When I enter the Acura lounge, Biz Markie and others assembled are debating records. The rapper is spinning tonight in Park City on behalf of Roxanne Roxanne, a film he co-produced about the seminal and oft-overlooked emcee Roxanne Shante. A Queensborough native, Shante garnered attention at the age 14 when she began rap battling anyone silly enough to challenge her. But despite scoring a surprise hit with “Roxanne’s Revenge,” a lacerating retort to UTFO’s “Roxanne Roxanne,” the wordsmith never made it big time. Her career came to halt after a series of events including childbirth, familial troubles and shady producers.
One constant throughout Roxanne’s life has been Biz. In his telling, he was Shante’s “honorary” big-brother. Whenever she needed him, he was there. In turn, Shante, now 47, paved the way for New York rappers like Biz and Nas. Her unmatched flow and lyrical precision inspired Biz to create Goin’ Off, a debut album only bumped by folks in the underground hip-hop scene. As years past, Markie ascended. He shifted his attention from artistry to entertainment. Entertaining, he believes, is what he was put on Earth to do.
But back to the matter at hand: There’s a disco record in the vein of “I Will Survive” that Biz wants to play this evening, and his crew can’t ID it. The details are nebulous, but the banter between Biz and his cohorts is playful. It’s the type of brotherly ribbing you can only have with people you’ve known for far too long.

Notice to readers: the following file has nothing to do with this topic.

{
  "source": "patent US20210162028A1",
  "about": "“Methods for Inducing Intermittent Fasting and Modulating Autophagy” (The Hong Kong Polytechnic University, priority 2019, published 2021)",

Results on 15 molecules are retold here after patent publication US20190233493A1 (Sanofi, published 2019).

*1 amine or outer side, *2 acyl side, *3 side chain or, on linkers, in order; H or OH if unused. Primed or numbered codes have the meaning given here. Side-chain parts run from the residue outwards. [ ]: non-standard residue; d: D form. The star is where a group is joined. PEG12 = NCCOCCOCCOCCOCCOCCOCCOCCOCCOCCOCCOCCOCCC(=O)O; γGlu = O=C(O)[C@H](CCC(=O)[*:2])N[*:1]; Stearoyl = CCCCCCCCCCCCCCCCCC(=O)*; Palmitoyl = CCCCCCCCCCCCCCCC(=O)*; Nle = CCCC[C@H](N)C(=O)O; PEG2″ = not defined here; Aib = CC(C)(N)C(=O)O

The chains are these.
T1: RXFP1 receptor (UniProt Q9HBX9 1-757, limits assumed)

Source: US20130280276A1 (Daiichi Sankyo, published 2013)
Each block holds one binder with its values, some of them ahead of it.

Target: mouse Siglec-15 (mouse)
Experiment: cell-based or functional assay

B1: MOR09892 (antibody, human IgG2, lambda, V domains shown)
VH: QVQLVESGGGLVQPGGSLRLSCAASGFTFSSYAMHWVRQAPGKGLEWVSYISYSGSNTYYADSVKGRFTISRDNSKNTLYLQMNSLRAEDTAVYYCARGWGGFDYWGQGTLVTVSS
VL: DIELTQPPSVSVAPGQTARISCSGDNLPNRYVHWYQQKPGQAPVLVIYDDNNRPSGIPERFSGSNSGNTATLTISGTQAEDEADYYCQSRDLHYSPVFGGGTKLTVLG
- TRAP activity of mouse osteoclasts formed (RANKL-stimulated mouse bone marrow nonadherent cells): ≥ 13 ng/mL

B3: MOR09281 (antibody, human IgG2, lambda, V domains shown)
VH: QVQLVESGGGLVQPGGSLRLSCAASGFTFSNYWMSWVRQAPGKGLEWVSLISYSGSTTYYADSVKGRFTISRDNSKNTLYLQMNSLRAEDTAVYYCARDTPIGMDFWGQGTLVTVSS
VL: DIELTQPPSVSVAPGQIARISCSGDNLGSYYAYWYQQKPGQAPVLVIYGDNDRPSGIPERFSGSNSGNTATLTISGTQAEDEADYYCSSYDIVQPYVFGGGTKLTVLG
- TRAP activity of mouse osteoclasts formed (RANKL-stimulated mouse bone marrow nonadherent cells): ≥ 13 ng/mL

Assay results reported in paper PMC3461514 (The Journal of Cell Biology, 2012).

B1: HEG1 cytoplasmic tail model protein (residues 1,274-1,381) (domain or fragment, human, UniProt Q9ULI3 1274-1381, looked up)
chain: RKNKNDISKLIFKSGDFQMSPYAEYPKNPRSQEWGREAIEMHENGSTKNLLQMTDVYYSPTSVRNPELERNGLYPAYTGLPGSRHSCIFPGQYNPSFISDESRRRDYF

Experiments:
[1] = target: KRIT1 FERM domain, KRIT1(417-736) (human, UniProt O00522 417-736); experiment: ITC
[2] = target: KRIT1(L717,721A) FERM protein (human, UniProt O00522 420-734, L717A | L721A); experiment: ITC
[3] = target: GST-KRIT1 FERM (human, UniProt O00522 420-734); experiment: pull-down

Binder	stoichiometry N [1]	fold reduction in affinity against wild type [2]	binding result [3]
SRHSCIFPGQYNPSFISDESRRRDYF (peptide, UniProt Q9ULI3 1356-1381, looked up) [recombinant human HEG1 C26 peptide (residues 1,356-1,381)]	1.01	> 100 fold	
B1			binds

As they wrap up, Biz asks me to sit down. Even while he’s gnawing on a vegetable platter, he dominates the space. He’s holding court. This is what a living hip-hop legend looks like at 52 years old.
We discuss his enduring legacy as a consummate entertainer, why he thinks “Just a Friend” blew up and how he’s not afraid of people—especially Donald Trump.
But first, Biz poses a question…
What’s up, dog?
Hey! So what’s going on with this movie?
This movie, Roxanne Shante, Roxanne Roxanne. The thing is, with this movie, it’s the beginning of a whole bunch of beginnings. She’s like the first battle rapper on record, that’s one thing. And she was a little girl doing it, and it started a whole regime. It started the Juice Crew. Besides Mr. Magic, rest in peace, her stardom kicked off me, MC Shan. I kicked off Big Daddy Kane, and so on and so on.
Do you remember when she first performed at 14?
I came in when she was like 14 and a half. I came to her projects and I met her, and the rest was history. She was a kid but she was a grown kid.
Did you relate to her?
I’m a big brother, of course. Honorary.
When did you know she was going to blow up?
It was right away, it was right off the tip. When I met her she was a star already, so I got my start through her, and then, you know, just a snowball effect after that.
It snowballed into a pretty successful career. Years removed, what do you make of the success “Just a Friend” had?
I just know that when I found a certain record and certain drums, no matter what I did or feel, it was going to be a big hit. I didn’t know that “Just a Friend” was gonna be monstrous, I just knew it was going to be a big record.